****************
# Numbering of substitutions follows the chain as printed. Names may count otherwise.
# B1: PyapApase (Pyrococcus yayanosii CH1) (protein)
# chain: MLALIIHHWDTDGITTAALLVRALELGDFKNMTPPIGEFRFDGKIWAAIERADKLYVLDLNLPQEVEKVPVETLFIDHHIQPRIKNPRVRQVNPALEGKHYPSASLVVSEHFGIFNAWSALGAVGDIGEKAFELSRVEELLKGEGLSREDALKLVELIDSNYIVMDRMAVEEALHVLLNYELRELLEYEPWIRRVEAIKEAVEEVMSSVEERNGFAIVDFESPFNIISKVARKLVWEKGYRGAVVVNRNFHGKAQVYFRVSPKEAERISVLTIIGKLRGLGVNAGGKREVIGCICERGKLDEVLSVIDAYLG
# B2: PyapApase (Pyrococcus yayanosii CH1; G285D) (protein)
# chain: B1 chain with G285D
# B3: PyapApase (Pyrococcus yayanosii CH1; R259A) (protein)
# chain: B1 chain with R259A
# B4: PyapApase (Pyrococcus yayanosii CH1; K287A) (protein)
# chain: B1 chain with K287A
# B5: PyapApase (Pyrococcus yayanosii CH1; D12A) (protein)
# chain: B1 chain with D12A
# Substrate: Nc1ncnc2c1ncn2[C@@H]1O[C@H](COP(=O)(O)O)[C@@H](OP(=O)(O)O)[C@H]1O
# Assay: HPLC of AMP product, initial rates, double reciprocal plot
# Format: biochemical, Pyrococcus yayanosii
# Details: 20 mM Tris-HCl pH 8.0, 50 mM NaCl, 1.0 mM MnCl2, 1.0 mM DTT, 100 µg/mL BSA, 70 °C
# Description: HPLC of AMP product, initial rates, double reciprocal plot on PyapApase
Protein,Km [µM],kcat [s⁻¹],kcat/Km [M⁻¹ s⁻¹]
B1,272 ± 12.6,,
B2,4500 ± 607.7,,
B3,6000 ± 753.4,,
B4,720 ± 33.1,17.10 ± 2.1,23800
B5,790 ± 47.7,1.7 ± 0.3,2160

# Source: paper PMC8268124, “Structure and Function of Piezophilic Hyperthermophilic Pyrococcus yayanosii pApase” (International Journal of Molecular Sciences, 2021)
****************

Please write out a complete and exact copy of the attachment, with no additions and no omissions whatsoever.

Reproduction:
# Numbering of substitutions follows the chain as printed. Names may count otherwise.
# B1: PyapApase (Pyrococcus yayanosii CH1) (protein)
# chain: MLALIIHHWDTDGITTAALLVRALELGDFKNMTPPIGEFRFDGKIWAAIERADKLYVLDLNLPQEVEKVPVETLFIDHHIQPRIKNPRVRQVNPALEGKHYPSASLVVSEHFGIFNAWSALGAVGDIGEKAFELSRVEELLKGEGLSREDALKLVELIDSNYIVMDRMAVEEALHVLLNYELRELLEYEPWIRRVEAIKEAVEEVMSSVEERNGFAIVDFESPFNIISKVARKLVWEKGYRGAVVVNRNFHGKAQVYFRVSPKEAERISVLTIIGKLRGLGVNAGGKREVIGCICERGKLDEVLSVIDAYLG
# B2: PyapApase (Pyrococcus yayanosii CH1; G285D) (protein)
# chain: B1 chain with G285D
# B3: PyapApase (Pyrococcus yayanosii CH1; R259A) (protein)
# chain: B1 chain with R259A
# B4: PyapApase (Pyrococcus yayanosii CH1; K287A) (protein)
# chain: B1 chain with K287A
# B5: PyapApase (Pyrococcus yayanosii CH1; D12A) (protein)
# chain: B1 chain with D12A
# Substrate: Nc1ncnc2c1ncn2[C@@H]1O[C@H](COP(=O)(O)O)[C@@H](OP(=O)(O)O)[C@H]1O
# Assay: HPLC of AMP product, initial rates, double reciprocal plot
# Format: biochemical, Pyrococcus yayanosii
# Details: 20 mM Tris-HCl pH 8.0, 50 mM NaCl, 1.0 mM MnCl2, 1.0 mM DTT, 100 µg/mL BSA, 70 °C
# Description: HPLC of AMP product, initial rates, double reciprocal plot on PyapApase
Protein,Km [µM],kcat [s⁻¹],kcat/Km [M⁻¹ s⁻¹]
B1,272 ± 12.6,,
B2,4500 ± 607.7,,
B3,6000 ± 753.4,,
B4,720 ± 33.1,17.10 ± 2.1,23800
B5,790 ± 47.7,1.7 ± 0.3,2160

# Source: paper PMC8268124, “Structure and Function of Piezophilic Hyperthermophilic Pyrococcus yayanosii pApase” (International Journal of Molecular Sciences, 2021)